The Centauromachy is the subject of this well-preserved lekythos. To the left, a centaur wielding a branch advances towards a Lapith warrior, who defends himself with a shield and spear. The centaur is bleeding from his left arm and foreleg. Between them a wounded warrior has fallen, supporting himself on his shield and bleeding from his chest while the battle rages on. In the field are nonsense inscriptions.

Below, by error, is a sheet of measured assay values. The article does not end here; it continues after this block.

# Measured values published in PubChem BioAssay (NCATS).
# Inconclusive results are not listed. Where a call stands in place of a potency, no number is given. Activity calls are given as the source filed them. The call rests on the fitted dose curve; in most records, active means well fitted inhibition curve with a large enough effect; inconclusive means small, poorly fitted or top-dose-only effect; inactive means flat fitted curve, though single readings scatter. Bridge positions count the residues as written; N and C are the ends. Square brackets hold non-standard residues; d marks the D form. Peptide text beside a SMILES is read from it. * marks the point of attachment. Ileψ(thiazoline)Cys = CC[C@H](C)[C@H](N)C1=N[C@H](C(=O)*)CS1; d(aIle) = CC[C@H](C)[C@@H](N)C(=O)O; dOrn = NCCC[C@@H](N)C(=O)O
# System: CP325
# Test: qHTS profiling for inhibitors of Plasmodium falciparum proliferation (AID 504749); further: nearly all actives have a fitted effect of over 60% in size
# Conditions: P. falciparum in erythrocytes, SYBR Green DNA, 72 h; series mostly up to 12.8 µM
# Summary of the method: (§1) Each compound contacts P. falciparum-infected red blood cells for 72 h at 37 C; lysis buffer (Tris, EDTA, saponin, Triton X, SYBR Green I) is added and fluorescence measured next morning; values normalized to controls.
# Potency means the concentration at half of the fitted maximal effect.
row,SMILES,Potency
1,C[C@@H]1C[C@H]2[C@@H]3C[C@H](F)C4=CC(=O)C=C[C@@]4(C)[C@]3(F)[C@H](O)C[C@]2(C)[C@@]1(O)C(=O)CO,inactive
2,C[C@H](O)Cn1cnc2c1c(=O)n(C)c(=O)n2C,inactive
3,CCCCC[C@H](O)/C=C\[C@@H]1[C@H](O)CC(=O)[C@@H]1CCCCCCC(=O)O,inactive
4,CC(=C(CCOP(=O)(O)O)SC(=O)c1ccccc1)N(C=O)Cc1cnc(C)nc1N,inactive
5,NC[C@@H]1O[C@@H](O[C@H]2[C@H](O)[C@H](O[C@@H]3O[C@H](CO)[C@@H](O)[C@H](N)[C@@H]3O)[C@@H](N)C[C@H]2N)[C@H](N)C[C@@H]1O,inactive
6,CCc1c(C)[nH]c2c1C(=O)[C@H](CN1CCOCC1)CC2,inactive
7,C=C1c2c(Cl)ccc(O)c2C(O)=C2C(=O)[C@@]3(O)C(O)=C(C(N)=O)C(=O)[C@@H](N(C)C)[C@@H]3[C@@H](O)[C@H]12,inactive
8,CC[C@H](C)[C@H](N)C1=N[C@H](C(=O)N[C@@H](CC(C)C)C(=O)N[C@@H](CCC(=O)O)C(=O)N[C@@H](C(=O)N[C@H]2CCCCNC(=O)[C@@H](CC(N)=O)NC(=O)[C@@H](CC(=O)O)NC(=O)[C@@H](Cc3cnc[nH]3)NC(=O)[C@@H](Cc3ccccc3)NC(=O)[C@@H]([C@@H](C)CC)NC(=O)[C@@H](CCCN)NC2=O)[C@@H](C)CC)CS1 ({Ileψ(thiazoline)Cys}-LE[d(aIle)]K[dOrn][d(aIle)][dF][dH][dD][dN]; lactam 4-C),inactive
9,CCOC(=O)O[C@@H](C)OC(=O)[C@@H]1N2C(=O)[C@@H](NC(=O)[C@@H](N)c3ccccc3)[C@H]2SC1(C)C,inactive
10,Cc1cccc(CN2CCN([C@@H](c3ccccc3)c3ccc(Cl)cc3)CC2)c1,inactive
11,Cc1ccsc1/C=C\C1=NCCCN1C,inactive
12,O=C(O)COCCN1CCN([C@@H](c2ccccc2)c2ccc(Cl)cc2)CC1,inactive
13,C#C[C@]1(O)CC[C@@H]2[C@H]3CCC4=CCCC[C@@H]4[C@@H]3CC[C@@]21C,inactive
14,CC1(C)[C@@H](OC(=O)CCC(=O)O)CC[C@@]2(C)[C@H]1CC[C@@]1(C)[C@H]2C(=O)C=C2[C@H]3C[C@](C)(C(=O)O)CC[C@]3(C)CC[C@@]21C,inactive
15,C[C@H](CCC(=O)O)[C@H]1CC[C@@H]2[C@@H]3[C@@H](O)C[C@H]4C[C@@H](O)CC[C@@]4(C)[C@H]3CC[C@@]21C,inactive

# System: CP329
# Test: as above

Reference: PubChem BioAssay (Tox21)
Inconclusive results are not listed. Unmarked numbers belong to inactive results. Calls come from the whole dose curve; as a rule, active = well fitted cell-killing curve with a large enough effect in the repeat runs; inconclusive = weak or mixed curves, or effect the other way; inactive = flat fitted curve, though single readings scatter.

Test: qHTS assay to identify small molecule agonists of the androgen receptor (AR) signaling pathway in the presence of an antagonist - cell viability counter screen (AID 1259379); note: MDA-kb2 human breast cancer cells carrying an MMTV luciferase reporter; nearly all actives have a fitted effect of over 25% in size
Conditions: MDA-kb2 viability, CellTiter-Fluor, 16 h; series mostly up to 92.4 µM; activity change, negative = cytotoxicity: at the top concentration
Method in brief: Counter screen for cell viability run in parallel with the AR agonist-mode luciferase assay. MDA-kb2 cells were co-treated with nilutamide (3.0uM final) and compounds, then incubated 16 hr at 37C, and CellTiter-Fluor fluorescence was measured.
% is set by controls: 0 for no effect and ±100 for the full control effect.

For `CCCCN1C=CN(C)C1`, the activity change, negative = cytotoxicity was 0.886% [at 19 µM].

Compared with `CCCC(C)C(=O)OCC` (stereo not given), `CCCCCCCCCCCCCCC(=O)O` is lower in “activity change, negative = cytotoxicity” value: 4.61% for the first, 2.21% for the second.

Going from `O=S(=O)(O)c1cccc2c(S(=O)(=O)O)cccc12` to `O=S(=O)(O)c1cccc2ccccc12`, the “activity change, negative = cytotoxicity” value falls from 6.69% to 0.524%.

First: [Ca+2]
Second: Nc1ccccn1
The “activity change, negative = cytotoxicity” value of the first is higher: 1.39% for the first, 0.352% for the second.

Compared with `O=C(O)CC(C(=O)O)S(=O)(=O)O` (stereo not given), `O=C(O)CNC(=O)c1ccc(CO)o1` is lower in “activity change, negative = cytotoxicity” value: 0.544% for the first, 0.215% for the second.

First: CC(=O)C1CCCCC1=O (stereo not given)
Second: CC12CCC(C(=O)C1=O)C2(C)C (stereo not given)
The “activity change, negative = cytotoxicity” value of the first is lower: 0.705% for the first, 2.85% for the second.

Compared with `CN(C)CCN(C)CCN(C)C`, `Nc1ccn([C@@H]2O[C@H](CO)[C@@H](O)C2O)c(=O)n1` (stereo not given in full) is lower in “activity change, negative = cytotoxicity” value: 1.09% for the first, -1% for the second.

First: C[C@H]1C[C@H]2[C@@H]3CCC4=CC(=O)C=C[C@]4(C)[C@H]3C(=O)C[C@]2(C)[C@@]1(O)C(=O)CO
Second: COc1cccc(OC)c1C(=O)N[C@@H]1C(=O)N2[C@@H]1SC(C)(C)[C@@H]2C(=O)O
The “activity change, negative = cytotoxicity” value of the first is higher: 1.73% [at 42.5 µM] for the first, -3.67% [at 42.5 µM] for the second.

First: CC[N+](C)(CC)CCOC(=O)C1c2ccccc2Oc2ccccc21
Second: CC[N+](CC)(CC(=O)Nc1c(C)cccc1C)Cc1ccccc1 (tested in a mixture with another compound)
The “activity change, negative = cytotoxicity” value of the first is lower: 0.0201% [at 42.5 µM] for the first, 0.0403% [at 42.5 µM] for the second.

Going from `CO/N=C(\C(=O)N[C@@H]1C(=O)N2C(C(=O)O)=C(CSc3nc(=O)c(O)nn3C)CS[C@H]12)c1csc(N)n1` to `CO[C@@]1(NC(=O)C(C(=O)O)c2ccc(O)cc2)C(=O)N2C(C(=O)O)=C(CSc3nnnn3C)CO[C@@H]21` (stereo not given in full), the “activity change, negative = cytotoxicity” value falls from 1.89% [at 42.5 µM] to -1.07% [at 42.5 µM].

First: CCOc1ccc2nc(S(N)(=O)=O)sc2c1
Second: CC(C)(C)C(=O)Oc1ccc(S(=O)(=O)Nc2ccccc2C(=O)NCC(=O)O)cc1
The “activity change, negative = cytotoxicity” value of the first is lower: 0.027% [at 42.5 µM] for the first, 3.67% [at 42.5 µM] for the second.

The Athena Painter worked mainly on lekythoi and oinochoai, frequently on a white ground, as here. His modern name is the result of the frequency of the appearance of the goddess Athena on his vases. The similarities of his work to that of the red-figure artist the Bowdoin Painter has led some to consider them the same, but it may be simply that both came from the same workshop (see pp. 15-16 in D.C. Kurtz, Athenian White Lekythoi). In addition to depictions of the goddess, the Athena Painter also favored the Centauromachy, as seen on at least six other lekythoi in addition to the present example.